Urban Legends

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By Mark Ramsey | 2000/09/20

Well they’ve finally done it. They’ve made an Urban Legends movie that has virtually no urban legends in it.

Urban Legends – Final Cut is a cross between Dawson’s Creek and Murder She Wrote – it’s Murder She Creek. No wonder the theater was wrapped in crime scene tape and the popcorn was outlined in chalk. These Legends are overdue for urban renewal.

Check out personified urban legend and Blossom pretty boy Joey Lawrence who, the story goes, so yearns to be taken seriously he’s changed his name to Joseph Lawrence. Hey, it worked for Larry Fishburne! Then again, Larry never played second banana to a 12-year-old on a cheesy sitcom for five seasons.

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This movie opens with what appears to be the urban legend of the homicidal flight attendant.

The what? Who ever heard of that?

But not so fast! This movie, you see, is one of those movies within movies within movies. That concept was so fresh the first thirty times I saw it, but the last thirty have just missed that special something.

How can this movie fail? The cast is so cheap, most were found circling the studio wearing sandwich boards that read “Will Work for Catering and Star-Wagons.” Do they have agents or squeegees?

Here’s the deal: Joey and his classmates are in film school competing for the prestigious Hitchcock prize, which is guaranteed to springboard them to Hollywood success since it’s common knowledge that Hollywood flings open the doors to film school award winners.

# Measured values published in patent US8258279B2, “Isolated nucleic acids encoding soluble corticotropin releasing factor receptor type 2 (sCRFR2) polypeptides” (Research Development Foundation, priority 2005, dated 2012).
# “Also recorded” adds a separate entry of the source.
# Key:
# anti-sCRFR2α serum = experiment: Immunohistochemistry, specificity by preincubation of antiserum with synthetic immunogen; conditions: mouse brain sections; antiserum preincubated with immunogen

They’re enrolled at renowned Alpine University, where students specialize in the study of low-fat cheese at high altitudes. Oh yeah, and cheesy film too! As luck would have it, Alpine U has about fifty fully dressed soundstages. You won’t find that at NYU!

Naturally, there’s a Scream-esque masked mystery killer on the loose. But this one is different! Either that’s Joan Rivers sans makeup or he’s wearing a fencing mask! They should have called this movie “I know what Errol Flynn did last Summer.”

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This flick was written by a couple of USC Film School grads which makes me feel bad, because MovieJuice is very hot over at USC (although I’m still waiting for my speaking invite, you guys). But check this out – here’s an example of comedy in this movie: “Hi Ho,” says one character. “Did you call me a ‘ho’?” says another. Ha, ha. Somebody, cue Suddenly Susan. And they say Vaudeville’s dead!

No wonder the credits explained “Any similarity to the name, character or history of any person is not only coincidental and unintentional, but would be a shocking surprise to anybody associated with this motion picture.”

Here’s a fresh one: A dead character has a twin brother! Holy Vertigo! No, not the movie Vertigo, I mean the vertigo I feel from sitting through 94 minutes of this crap.

Says the producer of this movie, Michael McDonnell: “There are three basic tenets of a successful contemporary horror movie. You have to really scare them; you want to make them laugh; and you want to keep them guessing all the time.” Bullshit, Michael, to you and your rules. That Sixth Sense was a real rib-tickler, wasn’t it?

When one student is killed, a professor eulogizes “In the movie Day for Night, Truffaut asked the question, is film more important than life?” Not this film, bubba.

Please dear God let this be Scream‘s desperate final gasp. Urban Legends – Final Cut is cinema verité all right.

Verité badité.


Photos Copyright ©2000 Columbia Pictures

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